Dear FatherI have moved again since I last wrote. My platoon has been restationed to Belgium. I received your last letter on the 31st of July and I am writing this on the 3rd of August 1917. I read your letter while being transported towards Passchendaele, near Ypres in Belgium. I am now writing this letter in a makeshift foxhole with a poncho covering me so the rain does not spoil the paper. Writing paper is hard to come by these days, and in the mud and never ending rain the paper is often wrecked. When we arrived to reinforce the Allied troops already stationed here they were under heavy artillery fire and had not yet finished their trenches. Artillery is the most terrible thing. You hear a distant crack of a cannon firing and then a few moments later the shell hits. There is almost no warning and there is no way to tell where the shell will hit. As soon as you hear the sound of the cannon firing everybody scrambles to get back into the trench, or into some sort of cover, out of the way of the white hot pieces of metal flying in all directions.
Yesterday I was walking back to the supply depot, which involved walking over a line of duckboards covering the mud. After the endless artillery and rain the entire battlefield is one entire quagmire of mud and walking through it is especially dangerous as the craters from artillery are filled with mud and cannot be distinguished from the ordinary land. Anyway, I was walking back from the supply depot with over 40 kilograms of supplies when my friend Jack slipped over the duckboard and into the mud. Except he just kept on sinking and then I realised he had fallen into a crater. I scrambled to try and rescue him but by the time I reached him he had drowned. He was unable to come back up for air with the weight of the supplies and his ordinary pack.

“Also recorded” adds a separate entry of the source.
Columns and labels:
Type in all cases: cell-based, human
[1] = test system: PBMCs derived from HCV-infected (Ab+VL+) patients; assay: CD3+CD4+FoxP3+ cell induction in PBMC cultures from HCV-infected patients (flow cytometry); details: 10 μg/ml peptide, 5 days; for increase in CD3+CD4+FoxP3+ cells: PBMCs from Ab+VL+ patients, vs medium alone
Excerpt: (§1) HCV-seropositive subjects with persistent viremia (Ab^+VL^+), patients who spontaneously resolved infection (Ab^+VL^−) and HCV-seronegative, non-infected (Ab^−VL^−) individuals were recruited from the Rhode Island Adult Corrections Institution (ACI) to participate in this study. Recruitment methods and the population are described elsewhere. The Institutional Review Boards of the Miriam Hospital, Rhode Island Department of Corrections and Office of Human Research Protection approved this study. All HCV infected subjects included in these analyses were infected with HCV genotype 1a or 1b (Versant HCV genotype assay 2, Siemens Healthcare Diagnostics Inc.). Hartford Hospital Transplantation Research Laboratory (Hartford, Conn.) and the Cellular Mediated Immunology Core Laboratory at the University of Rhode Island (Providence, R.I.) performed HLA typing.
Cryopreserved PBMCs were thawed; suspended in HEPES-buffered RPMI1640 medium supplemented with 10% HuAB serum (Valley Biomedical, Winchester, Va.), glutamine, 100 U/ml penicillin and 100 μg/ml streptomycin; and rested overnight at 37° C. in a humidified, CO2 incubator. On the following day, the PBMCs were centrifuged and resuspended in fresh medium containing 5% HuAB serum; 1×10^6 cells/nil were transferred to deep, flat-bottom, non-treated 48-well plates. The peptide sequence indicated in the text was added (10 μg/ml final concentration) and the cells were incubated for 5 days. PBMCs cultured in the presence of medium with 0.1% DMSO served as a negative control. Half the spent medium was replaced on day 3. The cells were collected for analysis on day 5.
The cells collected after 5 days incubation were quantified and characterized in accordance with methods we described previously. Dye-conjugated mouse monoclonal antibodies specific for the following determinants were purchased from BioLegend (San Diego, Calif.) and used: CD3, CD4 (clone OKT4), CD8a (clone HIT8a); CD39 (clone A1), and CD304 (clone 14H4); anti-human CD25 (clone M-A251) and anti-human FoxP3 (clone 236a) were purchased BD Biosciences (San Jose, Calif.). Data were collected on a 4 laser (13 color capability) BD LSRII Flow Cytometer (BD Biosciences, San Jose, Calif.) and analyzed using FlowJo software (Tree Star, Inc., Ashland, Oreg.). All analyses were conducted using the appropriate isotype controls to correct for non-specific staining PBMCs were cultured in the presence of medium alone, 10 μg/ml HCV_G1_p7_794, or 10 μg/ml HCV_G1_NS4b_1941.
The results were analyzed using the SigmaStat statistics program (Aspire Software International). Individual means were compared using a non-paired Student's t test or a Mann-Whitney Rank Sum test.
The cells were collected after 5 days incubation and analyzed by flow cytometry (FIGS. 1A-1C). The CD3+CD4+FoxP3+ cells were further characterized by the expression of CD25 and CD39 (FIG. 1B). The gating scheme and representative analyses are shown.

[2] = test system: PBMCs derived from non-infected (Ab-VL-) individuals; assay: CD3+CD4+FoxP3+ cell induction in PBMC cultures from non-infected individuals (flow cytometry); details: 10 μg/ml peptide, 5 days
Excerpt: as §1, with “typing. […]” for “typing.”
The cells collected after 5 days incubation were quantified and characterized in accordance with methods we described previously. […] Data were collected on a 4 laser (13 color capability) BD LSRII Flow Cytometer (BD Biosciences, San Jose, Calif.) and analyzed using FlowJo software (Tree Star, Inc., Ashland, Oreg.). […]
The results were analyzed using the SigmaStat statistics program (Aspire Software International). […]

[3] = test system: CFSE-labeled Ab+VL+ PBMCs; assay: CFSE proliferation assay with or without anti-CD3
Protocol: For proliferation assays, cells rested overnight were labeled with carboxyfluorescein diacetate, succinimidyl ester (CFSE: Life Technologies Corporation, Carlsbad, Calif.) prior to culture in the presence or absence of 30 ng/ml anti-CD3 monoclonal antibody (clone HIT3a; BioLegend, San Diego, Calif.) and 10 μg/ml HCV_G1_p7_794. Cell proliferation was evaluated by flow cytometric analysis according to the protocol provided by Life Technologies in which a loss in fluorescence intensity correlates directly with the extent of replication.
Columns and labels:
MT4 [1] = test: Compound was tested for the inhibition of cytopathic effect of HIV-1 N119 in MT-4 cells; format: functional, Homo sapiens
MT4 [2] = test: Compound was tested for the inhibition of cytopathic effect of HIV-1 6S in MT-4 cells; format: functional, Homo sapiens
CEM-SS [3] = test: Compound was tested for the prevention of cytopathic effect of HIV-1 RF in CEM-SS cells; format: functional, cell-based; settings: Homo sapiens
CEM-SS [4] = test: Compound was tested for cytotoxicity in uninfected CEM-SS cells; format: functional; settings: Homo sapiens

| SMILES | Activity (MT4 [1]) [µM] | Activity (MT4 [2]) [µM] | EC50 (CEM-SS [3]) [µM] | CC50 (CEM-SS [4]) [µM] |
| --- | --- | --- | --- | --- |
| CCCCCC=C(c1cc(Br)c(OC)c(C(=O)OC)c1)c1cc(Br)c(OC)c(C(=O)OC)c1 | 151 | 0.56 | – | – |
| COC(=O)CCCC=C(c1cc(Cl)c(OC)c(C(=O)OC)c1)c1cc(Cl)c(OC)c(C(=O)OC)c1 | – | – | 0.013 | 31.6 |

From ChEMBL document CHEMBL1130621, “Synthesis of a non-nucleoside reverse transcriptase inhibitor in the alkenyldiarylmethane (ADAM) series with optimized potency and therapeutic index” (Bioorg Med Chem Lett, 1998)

Recently the British headquarters have come up with a new invention, the tank. The tanks they are using are called the Mark IV tank and look like huge metal beasts. They have machine guns connected to them and are covered in metal to make them invulnerable to the enemy fire, however they are hopeless in the mud of Passchendaele. I recently saw a tank attempting to cross a trench and it failed miserably. It got bogged down in the slippery mud on the slope of the trench and the crew had to get out and attempt to push it up. Eventually they asked for our help and we hauled it out. The tank would be a fearsome foe to face for the Germans, like a metal dragon breathing fire however they are very slow and cumbersome.
Hopefully soon I will be coming off the frontline and going into a local town for some rest. I will write again when I am taken off the line. Please keep writing as receiving your letters and reading them while I am in the trenches keeps me going.